"Working out in warm water could be a radical new cure for high blood pressure," the Mail Online reports. Results of a small study suggest that "hot aquarobics" may benefit people who had failed to respond to conventional treatment for high blood pressure.
The study was a small randomised trial that included 32 people with high blood pressure that had not responded to at least three previous blood pressure medications. Those involved did not exercise regularly.
They were randomly selected to do either 12 weeks of three hours of exercise a week in a swimming pool filled with warm water, or to carry on as normal.
The blood pressure of people doing the warm-water exercises did fall to levels that are usually considered healthy. If this effect could be sustained on a long-term basis, this would reduce the risk of cardiovascular diseases such as heart attacks or stroke.
At the moment we don't know which aspect of the exercise programme had the effect, as the programme was compared with doing no regular exercise at all.
We do not know if it was the water, the exercise, the temperature, a combination of all three or another feature of the exercise programme that caused the effect.
There is also the possibility that a placebo effect may have influenced the results.
Further long-term studies in a larger group of people comparing water-based and land-based exercise programmes and pool water at different temperatures are now required.
Read about other lifestyle changes you can make to lower your blood pressure.
The study was carried out by researchers from the University of São Paulo, Brazil. It was funded by Fundação de Amparo à Pesquisa do Estado de São Paulo and Conselho Nacional de Desenvolvimento Científico e Tecnologico (Foundation for Research Support of the State of São Paulo and the National Council for Scientific and Technological Development).
It was published in the peer-reviewed International Journal of Cardiology.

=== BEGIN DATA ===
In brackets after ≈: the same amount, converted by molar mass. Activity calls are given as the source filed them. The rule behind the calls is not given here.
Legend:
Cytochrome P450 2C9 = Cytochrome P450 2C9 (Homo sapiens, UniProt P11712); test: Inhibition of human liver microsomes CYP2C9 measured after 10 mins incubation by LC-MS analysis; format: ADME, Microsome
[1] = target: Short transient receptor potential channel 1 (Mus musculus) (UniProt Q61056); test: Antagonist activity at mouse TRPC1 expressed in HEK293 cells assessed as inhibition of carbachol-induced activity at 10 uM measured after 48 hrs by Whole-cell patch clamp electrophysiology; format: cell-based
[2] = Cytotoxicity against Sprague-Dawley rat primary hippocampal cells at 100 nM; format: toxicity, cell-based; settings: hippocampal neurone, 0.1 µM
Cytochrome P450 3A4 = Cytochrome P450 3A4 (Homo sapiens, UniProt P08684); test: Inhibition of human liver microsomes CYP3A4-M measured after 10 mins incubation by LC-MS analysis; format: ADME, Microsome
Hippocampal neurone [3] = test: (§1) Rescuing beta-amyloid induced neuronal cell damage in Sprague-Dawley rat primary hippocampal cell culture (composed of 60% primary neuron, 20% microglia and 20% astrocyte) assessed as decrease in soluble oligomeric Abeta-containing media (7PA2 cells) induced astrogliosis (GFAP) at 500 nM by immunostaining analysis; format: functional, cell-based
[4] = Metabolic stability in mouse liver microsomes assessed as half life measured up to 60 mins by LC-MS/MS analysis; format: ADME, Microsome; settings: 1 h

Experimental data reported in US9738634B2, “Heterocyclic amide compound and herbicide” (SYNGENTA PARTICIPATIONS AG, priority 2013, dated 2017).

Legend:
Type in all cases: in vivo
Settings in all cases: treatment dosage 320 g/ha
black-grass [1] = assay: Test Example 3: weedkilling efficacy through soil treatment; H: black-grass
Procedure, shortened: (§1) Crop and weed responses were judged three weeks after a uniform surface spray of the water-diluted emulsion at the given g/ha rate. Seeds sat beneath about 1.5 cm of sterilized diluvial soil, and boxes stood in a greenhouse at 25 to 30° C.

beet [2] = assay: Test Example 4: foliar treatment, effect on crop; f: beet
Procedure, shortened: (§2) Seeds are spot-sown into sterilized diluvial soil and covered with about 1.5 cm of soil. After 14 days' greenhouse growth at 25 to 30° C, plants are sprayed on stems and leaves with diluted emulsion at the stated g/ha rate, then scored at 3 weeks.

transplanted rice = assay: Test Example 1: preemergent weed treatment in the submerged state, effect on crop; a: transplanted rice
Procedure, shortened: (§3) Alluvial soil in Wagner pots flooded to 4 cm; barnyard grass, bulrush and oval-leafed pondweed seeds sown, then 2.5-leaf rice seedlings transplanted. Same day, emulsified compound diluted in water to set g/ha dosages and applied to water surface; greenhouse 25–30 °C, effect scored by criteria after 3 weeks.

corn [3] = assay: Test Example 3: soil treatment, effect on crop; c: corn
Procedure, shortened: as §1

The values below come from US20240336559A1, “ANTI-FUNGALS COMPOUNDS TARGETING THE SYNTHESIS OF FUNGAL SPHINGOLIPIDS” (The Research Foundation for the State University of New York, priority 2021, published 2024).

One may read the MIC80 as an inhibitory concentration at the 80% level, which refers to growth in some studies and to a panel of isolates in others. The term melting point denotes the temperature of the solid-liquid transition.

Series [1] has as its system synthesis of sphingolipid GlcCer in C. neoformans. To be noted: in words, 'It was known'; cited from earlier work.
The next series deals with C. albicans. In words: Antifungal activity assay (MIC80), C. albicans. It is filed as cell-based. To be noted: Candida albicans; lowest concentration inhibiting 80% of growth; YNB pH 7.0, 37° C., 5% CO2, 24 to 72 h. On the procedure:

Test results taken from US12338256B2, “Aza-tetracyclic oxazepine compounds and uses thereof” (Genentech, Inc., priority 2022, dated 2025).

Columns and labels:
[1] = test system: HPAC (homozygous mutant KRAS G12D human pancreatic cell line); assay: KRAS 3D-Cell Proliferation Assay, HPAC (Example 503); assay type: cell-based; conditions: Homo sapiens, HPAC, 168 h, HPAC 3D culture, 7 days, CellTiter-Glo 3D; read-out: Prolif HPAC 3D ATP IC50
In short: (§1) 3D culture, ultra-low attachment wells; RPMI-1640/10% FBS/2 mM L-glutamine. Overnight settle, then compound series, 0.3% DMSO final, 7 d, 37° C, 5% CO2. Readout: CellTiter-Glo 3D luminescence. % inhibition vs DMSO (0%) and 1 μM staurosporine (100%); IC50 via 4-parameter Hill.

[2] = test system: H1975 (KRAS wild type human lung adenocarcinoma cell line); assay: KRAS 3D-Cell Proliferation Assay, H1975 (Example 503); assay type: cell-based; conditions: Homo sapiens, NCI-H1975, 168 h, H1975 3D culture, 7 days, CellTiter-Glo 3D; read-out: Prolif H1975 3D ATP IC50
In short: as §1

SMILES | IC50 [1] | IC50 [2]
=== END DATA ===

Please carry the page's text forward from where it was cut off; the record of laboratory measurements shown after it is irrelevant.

The majority of the Mail Online's reporting was accurate, but it should be noted that the importance of the different elements of the exercise programme can't be determined by this study.
We don't know if it was the exercise, the fact it took place it water, the temperature of the water, or another feature of the exercise programme was key. We also don't know how warm water exercise might be having an effect.
The Mail Online's explanation that, "the temperature of the water dilates blood vessels, improving flow of blood" is plausible but as yet unproven. The reporting does conclude with a useful and appropriate quote from a cardiac nurse, reminding readers that, "getting a minimum of 150 minutes of moderate intensity physical activity throughout the week will help keep your heart healthy".
This was a randomised controlled trial (RCT) that examined the effects of heated water-based exercise on blood pressure in people with high blood pressure that had not responded to at least three previous blood pressure medications (resistant hypertension).
The study states that around an estimated 10-30% of people with high blood pressure have resistant hypertension and these people are at risk of cardiovascular disease.
Randomised controlled trials are the ideal way to answer this question. However, this was a short-term study with only 32 participants. As the researchers themselves note, further long-term studies involving a larger group of people comparing water-based and land-based exercise programmes and pool water at different temperatures are required in the future.
The trial involved 32 people between the ages of 40 and 65 years old who had high blood pressure that had not responded to at least three previous blood pressure medications (resistant hypertension). None of the participants had coronary heart disease and none of these people performed regular physical activity.
They were randomly divided into two groups of 16 people. One group performed hour-long exercise sessions in a swimming pool heated to 32ºC three times a week for 12 weeks.
The exercise sessions consisted of walking and callisthenic exercises (callisthenics includes exercises such as star jumps). The other group maintained their normal routine.
Both groups were instructed not to perform any additional leisure time activity and participants continued taking their normal blood pressure medications during the trial.
Before and after the trial, the researchers measured the participants' blood pressure over a 24-hour period during which participants performed normal daily activities.